FAQ | RAW vs. Edited Images

Occasionally I will have a client ask me to for their unedited, “SOOC” (straight out of camera) or RAW images.  Of course I want to oblige my clients, but the question makes me sweat a little bit. It’s sort of like showing up to a date without make-up on. It’s still you, but really “unrefined” version of you.  And my grandma taught me to never leave the house without my lipstick.  The same applies for unedited or RAW images.  Today, I want to answer a few frequently asked questions regarding the differences between RAW and edited images.


Q: What are RAW Images, and can I have them?

A: Think about what film negatives are – do you remember film? Small, brown, plastic, un-retouched, easy to store, etc. Very different than an actual printed photograph.  RAW images are similar.  They are the digital version of a film negative. These files are what come straight out of my camera with no editing or resizing. They have lots of potential, if you know how to use them. RAW files or digital negatives are NOT the images you see on my website, in my albums, or on social media. The photos I present have been edited to represent my brand. With all of that said, I DO NOT release my RAW files under any circumstances.  I repeat, I DO NOT release my RAW files under any circumstances.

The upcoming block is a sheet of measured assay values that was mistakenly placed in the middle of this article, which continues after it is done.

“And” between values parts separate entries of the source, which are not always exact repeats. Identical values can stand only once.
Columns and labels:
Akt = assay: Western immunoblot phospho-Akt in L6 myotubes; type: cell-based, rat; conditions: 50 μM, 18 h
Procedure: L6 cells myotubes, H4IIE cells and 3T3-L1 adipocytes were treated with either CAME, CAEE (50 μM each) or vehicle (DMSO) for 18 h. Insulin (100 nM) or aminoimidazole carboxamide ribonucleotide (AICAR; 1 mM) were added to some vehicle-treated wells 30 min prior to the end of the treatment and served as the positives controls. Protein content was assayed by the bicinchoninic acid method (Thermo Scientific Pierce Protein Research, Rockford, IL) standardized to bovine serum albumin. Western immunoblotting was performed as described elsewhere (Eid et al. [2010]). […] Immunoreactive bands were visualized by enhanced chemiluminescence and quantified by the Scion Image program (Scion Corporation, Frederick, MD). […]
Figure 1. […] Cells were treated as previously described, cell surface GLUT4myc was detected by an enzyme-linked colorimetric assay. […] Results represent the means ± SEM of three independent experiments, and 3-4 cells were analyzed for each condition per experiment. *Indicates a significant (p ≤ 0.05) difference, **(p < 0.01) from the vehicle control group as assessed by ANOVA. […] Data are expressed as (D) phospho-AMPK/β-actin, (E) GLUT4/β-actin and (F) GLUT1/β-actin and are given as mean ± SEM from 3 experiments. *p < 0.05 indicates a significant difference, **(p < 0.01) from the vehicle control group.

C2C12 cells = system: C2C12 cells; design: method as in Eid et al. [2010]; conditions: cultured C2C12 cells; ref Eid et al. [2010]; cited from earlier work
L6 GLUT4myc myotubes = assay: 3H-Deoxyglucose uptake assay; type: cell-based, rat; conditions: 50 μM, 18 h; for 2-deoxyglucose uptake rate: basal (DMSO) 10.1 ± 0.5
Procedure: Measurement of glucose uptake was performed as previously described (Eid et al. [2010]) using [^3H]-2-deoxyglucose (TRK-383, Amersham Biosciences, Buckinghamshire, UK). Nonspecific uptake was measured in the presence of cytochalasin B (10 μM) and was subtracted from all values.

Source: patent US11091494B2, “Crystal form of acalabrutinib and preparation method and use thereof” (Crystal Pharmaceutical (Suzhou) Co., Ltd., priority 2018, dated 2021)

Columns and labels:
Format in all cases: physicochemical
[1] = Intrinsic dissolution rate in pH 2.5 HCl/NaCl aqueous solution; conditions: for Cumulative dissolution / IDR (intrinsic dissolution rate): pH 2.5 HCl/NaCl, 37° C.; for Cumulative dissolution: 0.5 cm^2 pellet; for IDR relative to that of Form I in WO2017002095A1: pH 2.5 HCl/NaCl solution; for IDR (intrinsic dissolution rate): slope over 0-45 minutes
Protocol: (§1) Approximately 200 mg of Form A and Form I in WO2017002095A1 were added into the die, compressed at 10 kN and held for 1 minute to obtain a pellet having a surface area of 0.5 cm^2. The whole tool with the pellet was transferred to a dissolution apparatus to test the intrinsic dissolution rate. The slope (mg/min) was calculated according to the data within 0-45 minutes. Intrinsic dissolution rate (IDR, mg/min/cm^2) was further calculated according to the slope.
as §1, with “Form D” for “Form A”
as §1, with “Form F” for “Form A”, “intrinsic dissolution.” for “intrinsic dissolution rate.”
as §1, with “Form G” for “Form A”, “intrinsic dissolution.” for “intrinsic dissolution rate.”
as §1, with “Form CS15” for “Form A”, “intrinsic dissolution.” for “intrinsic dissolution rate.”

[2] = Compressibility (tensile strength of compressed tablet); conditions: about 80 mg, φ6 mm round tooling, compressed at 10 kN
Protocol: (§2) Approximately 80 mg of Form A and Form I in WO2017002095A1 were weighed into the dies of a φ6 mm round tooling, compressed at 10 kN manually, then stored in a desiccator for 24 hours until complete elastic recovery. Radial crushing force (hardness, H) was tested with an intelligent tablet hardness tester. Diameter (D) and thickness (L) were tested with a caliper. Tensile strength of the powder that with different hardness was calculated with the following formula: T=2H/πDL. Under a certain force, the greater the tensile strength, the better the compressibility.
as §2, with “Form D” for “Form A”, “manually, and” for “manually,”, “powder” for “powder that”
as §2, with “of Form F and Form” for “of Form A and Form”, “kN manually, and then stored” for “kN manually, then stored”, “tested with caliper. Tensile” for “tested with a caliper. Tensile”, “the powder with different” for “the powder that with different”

I will not release RAW/unedited images for a few reasons:  

  1. RAW files are different than JPEG, .GIF, .PNG or other common digital photo formats. The file type is typically a .CR2.  It takes specific software to even be able to see these files on your computer, and the average person does not possess this software.  Also, said software costs around $800+, so please, save yourself some money.  The image above is as close to a before/after image as I can post online.  The left image has been processed from a CR2 file to a JPEG file, so that you can see it – but it is still NOT the RAW file.  Again, you cannot see a RAW file without special software.

  2. The RAW files are my “insurance.”  Let’s pretend I shot with film, and gave you the brown, plastic negatives.  If your house were to burn down, and you lost all of your photos and the negatives, I would have no way to replace them for you.  The same goes for the RAW files.  I know you want to keep your images safe, but trust me on this one. I will not give up my insurance.